Then, speaking in a controlled voice he went on,  "You have not heard what I plan for you, your Honor.  The six of you took advantage of my naive belief in the system the last time we met.  To protect one of your own, who had harmed my daughters and I, you all worked together to deny me any semblance of justice.  You knowingly sacrificed us to lives of misery and poverty with the compassion of a peasant swatting a fly.  You did it because we had no power, we were defenseless and so you callously and casually destroyed our lives.  The fact is Judge, you alone could have prevented it, had you so wished.  Now there is no one to save you." 

The Director General never took his eyes off the man before him, even though that man could not raise his head to look into the eyes of his accuser.   "The point is your honor, that what you did has done more to change the lives of all of you than you ever expected.  What did you think I would do?  Go away and die?  Did you consider us so insignificant that you could not even remember what you did to us?  Well you were wrong Koltesar.  Now it is I who have the upper hand and I am going to use my power to repay you, for what your lack of even the smallest human decency did to my daughters!"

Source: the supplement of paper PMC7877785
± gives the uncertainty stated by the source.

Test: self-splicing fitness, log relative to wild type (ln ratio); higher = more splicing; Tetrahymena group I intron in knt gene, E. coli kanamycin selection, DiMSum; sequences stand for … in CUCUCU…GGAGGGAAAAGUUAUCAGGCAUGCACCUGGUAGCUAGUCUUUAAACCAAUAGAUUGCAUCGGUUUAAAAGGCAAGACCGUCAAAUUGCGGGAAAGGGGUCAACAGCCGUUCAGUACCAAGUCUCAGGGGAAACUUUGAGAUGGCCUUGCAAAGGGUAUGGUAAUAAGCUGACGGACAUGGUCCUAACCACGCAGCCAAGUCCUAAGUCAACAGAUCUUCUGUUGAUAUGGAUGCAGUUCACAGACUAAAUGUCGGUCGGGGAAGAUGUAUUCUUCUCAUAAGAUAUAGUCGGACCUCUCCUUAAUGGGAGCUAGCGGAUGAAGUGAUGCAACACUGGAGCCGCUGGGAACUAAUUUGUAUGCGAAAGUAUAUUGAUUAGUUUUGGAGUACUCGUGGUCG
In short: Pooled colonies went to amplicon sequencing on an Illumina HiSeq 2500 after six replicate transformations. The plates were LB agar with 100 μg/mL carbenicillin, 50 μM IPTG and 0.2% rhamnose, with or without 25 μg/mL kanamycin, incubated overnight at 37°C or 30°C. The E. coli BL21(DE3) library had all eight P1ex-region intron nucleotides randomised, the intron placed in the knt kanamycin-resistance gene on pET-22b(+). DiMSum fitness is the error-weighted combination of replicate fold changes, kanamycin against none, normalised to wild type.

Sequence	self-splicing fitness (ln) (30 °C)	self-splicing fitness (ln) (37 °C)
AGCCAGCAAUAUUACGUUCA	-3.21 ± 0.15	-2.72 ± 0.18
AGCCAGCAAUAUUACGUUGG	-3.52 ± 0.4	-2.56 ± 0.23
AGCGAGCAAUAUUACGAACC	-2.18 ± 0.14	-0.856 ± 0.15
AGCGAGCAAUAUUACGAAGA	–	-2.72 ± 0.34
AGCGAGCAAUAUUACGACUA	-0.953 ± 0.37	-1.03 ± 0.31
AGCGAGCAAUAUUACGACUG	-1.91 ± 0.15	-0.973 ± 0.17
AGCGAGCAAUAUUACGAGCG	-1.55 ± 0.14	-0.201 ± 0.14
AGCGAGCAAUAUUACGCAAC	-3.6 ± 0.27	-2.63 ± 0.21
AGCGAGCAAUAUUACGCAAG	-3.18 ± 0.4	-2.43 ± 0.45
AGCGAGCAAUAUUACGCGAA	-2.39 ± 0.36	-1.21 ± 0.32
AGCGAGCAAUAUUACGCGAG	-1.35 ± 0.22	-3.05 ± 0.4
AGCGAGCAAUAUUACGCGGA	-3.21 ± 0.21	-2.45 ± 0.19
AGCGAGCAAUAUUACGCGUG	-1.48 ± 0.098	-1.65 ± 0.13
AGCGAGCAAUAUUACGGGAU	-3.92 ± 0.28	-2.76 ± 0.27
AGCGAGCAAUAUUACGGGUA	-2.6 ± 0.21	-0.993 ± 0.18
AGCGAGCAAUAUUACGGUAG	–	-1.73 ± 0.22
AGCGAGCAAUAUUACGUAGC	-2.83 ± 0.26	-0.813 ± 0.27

The Judge collapsed into uncontrolled sobbing, begging for mercy. 

Perigan Marlinger stood up and his anger got the best of him for the first time.  "Damn you man.  That is what I asked of you.  You laughed at me.  You took my daughters and sentenced them to lives of misery.  You destroyed everything I had spent my life working for." 

The Director General at last controlled his outburst and continued in a calmer voice.  "You are going to be lost in our dungeons Koltesar.  I mean exactly that.  You will be kept alive in the most unpleasant cell I can find for you here in the Holy City and you will be kept alive for as long as I can manage it.  Your new home is separated from the city sewer by only an iron grill, it's stench will remind you always of my feelings towards you.  You will also spend your life chained to a wall, so that even suicide will be denied you.  There in the semi-darkness, with the worst stench on earth to breath and only the rats and other vermin to talk to, I shall have placed you finally in a world where I have always believed that you belong.  The only way you will ever leave it will be when your dead body is thrown into the sewer to be flushed out of this city and into the sea still in your chains.  When you were a judge you were trusted to be honest and fair, to defend the innocent and prosecute those who broke the law, but you chose not to and those who came before you were helpless and subject to your whim of the moment.  It is your turn to be helpless.  You are the one who is powerless now.  You will be forgotten Koltesar, for I will make sure of it for you.  I want you to know what the words `helpless and oppressed' mean.  I want you to know that no-one cares about you.  I want you to regret forever the day when my daughters and I came before you for justice and you laughed at us!" 

Judge Koltesar began to plead.  But the shaken guards dragged him from the room, to carry out the sentence imposed upon him, by the Justice of the man they now feared more than anyone, or anything else, in the world.